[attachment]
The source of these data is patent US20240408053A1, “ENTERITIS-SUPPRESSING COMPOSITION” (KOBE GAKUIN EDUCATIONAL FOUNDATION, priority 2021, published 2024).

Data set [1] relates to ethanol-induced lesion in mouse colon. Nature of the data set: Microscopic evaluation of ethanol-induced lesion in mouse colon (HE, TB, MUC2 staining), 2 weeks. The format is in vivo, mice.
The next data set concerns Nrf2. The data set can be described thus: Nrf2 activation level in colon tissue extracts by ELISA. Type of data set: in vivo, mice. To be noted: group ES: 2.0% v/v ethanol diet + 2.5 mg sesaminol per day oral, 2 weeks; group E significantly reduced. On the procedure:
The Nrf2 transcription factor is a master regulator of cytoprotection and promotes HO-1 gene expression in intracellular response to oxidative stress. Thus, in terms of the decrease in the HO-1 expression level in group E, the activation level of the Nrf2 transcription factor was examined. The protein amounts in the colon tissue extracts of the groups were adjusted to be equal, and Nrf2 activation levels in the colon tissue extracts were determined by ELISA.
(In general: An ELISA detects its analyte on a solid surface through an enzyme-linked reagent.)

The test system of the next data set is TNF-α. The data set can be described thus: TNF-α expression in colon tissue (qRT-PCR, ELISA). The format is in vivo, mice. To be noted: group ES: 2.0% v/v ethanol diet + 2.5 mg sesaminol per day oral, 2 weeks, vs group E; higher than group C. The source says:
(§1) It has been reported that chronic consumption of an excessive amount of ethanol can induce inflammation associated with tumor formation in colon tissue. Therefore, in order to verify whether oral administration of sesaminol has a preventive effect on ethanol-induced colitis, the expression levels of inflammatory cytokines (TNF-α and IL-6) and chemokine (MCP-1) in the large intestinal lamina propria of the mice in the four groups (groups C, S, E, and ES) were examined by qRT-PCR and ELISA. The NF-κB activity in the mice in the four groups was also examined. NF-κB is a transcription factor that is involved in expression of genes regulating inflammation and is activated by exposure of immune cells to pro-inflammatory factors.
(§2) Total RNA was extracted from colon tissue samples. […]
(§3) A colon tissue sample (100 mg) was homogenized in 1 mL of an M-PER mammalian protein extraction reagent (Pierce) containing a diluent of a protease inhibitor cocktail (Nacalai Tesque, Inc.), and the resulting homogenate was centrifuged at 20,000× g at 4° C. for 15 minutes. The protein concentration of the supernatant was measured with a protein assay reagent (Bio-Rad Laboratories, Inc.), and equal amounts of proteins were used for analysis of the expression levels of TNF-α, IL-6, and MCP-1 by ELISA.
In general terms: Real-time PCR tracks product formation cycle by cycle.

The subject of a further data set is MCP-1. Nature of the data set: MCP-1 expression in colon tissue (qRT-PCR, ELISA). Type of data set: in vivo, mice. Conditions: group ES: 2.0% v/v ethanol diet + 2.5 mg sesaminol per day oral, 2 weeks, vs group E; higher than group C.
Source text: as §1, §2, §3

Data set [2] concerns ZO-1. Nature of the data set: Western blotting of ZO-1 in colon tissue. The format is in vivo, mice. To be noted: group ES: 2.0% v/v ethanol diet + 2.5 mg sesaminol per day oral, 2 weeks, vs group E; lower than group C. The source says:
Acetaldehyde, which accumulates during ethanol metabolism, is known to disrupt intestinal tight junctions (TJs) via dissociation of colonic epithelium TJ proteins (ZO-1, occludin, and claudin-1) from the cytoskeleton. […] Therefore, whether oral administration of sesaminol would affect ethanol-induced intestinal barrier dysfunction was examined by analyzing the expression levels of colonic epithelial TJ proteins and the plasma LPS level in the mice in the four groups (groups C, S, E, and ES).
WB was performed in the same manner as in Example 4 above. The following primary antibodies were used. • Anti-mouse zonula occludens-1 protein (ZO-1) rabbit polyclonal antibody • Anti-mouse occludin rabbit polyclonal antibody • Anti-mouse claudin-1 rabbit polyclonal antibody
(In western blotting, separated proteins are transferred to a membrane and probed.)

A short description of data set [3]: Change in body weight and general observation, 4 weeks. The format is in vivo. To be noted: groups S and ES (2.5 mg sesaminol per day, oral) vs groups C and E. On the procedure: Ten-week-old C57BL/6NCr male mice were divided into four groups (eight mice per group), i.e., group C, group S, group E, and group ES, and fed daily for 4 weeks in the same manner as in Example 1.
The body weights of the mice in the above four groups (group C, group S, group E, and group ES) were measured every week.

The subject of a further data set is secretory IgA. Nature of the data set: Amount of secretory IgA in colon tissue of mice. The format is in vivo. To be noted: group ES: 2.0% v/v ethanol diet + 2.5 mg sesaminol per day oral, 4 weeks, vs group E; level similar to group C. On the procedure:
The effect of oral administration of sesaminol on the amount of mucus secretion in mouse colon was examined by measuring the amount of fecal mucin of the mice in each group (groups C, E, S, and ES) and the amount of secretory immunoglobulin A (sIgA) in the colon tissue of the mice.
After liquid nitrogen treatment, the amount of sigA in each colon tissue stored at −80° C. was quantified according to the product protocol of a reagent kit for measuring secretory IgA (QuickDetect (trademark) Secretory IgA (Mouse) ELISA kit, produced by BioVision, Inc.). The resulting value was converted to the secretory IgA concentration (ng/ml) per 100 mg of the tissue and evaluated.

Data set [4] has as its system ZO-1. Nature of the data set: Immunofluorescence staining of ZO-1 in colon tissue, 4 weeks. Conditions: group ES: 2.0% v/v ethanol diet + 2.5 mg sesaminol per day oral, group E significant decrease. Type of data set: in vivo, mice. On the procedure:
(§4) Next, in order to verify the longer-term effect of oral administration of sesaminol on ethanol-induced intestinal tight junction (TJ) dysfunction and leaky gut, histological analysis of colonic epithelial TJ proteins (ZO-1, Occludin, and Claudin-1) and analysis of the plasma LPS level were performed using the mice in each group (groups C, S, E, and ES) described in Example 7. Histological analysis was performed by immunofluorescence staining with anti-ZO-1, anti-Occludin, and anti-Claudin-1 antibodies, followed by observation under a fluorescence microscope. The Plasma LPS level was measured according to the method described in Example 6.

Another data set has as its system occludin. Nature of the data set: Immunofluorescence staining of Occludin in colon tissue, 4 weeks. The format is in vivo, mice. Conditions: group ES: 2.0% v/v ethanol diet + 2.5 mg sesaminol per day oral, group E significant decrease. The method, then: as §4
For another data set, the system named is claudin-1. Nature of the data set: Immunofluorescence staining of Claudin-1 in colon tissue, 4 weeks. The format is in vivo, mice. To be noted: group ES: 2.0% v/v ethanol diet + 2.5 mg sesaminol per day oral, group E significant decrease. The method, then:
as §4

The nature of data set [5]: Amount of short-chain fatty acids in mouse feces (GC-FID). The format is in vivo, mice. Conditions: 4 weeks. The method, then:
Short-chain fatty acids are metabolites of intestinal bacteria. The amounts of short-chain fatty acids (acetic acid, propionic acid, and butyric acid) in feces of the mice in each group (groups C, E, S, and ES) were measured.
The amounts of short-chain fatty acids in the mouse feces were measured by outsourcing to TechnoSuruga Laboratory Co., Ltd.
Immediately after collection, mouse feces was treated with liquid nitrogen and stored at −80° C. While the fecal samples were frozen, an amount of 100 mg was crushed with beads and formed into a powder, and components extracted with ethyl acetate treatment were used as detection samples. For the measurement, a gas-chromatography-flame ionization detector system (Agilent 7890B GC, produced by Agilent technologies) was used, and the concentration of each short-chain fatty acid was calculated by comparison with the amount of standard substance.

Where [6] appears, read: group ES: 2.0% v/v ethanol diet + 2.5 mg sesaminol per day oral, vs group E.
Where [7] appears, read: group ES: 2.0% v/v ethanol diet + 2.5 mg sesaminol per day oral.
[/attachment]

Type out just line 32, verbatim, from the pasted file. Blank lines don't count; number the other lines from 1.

Where [7] appears, read: group ES: 2.0% v/v ethanol diet + 2.5 mg sesaminol per day oral.